The industry of contemporary Bangla songs including playback music is going downhill because of over-commercialisation of the industry, seasoned musician and lyricists say.
They also say music is being a victim of the commodity culture with the reigning motive being production of music in the cheapest, easiest and quickest way possible. ‘The industry is going through a critical phrase from which there seems to be no getting away,’ said music composer Sheikh Sadi Khan. ‘The atmosphere is not conducive to talent development or creative of great music.’
There are allegations that music directors pay little attention to teamwork these days. Often lyricists and composers are asked to produce a song within two days, and singers are then invited to lend voice to finish the ‘product’ within a few hours.
‘Music is not a product that you can buy at the department stores. In the old days, strenuous preparations were made for a single song,’ Sadi continues. ‘For a playback number, for instance, everyone involved with the production team – the lyricist, composer, singer, director – would sit together and spend days to create a piece of music best suited to the film’s context.’
‘But now everyone wants to do music as cheaply and swiftly as possible with little commitment to its artistic quality. You can produce music that way, but not create it,’ he said. ‘A song like Hajar Moner Kachhe Proshno Rekhe took several sittings from lyricist Nazrul Islam Babu, composer Shekh Sadi Khan, singer Subir Nandi and the film director.’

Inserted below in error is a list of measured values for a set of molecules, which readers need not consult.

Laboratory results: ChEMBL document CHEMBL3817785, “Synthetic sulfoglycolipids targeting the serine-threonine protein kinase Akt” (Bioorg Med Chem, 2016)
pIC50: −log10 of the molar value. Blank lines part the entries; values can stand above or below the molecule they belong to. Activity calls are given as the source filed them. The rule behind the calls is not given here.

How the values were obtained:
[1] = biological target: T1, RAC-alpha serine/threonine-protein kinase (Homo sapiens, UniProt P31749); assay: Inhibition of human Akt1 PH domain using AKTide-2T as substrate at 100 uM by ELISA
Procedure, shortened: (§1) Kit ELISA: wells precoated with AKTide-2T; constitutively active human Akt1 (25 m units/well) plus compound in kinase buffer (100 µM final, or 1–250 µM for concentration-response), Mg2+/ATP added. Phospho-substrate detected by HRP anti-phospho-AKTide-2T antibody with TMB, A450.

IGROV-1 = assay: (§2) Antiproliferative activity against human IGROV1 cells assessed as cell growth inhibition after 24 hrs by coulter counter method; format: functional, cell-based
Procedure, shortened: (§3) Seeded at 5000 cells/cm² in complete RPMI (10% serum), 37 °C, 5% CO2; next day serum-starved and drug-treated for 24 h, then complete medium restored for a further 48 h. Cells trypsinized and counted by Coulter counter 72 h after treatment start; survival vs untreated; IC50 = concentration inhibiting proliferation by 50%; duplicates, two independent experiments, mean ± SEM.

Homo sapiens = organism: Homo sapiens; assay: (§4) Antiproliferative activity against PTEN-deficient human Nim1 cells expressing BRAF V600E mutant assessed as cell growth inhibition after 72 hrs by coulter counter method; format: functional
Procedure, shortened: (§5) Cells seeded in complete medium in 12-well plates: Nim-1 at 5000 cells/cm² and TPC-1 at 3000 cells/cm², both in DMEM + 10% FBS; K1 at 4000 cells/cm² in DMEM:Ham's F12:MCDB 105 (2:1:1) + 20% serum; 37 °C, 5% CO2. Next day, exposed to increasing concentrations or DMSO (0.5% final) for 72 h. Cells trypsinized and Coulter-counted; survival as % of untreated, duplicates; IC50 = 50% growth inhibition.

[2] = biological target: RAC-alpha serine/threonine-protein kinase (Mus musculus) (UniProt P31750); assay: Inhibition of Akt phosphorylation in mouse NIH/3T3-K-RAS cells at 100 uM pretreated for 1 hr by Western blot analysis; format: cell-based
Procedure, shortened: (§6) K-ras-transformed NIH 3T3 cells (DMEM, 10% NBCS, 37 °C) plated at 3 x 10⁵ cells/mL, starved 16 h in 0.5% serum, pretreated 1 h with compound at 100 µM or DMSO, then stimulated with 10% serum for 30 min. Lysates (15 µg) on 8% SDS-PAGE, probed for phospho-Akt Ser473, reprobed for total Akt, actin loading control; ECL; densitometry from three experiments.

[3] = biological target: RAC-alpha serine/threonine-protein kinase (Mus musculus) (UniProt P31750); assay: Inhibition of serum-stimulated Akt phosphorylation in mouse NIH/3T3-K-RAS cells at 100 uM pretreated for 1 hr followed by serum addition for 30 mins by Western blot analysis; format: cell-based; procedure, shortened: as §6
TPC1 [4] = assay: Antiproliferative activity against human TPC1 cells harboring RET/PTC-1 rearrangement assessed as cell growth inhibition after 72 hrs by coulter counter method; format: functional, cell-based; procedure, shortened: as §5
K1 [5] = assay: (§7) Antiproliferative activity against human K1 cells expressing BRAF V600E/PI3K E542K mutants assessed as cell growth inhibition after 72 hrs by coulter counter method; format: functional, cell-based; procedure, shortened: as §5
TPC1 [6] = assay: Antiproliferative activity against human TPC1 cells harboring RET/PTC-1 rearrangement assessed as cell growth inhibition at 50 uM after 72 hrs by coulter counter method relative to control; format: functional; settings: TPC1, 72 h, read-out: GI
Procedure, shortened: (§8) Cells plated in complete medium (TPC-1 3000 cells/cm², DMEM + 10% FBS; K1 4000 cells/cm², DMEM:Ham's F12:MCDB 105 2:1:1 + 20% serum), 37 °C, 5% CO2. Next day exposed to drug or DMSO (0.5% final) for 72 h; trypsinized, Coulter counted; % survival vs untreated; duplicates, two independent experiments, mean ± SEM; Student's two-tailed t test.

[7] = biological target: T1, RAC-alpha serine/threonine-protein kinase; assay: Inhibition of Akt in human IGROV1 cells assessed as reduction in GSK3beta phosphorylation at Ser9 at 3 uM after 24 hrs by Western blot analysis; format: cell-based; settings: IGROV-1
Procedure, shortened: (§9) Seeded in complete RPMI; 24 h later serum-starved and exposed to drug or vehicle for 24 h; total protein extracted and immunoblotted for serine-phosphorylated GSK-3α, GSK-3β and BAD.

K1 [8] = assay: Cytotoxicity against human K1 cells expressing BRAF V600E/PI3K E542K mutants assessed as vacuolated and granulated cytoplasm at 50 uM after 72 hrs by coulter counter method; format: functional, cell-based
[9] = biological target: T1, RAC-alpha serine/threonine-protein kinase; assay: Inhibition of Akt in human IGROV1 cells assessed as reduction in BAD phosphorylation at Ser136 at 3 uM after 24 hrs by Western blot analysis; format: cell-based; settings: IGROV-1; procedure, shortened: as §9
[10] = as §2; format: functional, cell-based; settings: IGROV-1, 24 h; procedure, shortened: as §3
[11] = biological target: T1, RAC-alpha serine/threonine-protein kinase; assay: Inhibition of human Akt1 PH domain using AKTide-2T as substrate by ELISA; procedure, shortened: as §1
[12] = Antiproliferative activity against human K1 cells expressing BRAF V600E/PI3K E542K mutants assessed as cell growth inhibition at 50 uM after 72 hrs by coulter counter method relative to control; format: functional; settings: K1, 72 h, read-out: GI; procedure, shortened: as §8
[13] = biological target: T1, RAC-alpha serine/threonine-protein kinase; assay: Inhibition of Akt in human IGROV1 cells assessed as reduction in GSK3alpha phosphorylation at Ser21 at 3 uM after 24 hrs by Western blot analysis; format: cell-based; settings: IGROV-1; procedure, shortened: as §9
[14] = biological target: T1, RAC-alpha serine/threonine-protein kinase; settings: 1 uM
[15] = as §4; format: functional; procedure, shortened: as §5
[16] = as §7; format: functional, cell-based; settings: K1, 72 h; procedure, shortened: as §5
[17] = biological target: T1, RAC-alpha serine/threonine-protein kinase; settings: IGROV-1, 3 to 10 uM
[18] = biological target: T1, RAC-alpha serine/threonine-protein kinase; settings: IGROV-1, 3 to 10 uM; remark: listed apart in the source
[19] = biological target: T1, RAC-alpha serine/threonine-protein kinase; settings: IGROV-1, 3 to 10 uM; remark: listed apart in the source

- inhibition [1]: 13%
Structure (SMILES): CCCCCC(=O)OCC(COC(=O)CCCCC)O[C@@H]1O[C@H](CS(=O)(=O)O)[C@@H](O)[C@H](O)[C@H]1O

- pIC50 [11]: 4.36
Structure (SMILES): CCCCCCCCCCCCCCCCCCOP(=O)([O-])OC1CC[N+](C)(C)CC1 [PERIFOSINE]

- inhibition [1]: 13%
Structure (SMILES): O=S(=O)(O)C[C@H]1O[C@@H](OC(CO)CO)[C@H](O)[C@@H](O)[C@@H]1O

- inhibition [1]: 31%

Noted lyricist Kabir Bakul, who has a number of hit songs to his credit, also said that everyone is in haste these days. ‘I am often asked to write and send lyrics within a very short time, which does not allow for good music,’ he said.
Bakul believes creation of a good song depends on the concerted effort of a number of people. ‘Making music in haste and without a participatory approach is doing more harm than good to the industry,’ he said.
‘Music has become more of a business today,’ said senior lyricist M Rafiquzzaman. ‘This was not the case even 20 years back. Our young artistes – lyricists, composers and singers – are being exploited for maximisation of profit for some unscrupulous people. You cannot completely rule out the business motive, but care should be taken so that the quality of music is not compromised in any way.’
Other factors coming in the way of creating good music are overdependence on computer software and technology, deviation from time-tested instruments, fraudulent imitation of foreign music and so on.
‘Every stage of a music creation deserves a balanced mix of passion and time, but at present the industry does not promote such an environment,’ said Rafiquzaman.
Another noted composer-lyricist, Ahmed Imtiaz Bulbul, said it is not the fault of the artistes only; rather, he laments the absence of a proper environment and a healthy music market which he thinks are essential for creation of good music.
‘There is no denying that the music industry is going through a bad phase, as is the film industry. When a film is being produced on a low budget, allocation of money and time for the musical scores is also restrained. You cannot expect good productions coming out of such low-budget projects,’ he said.
-With New Age input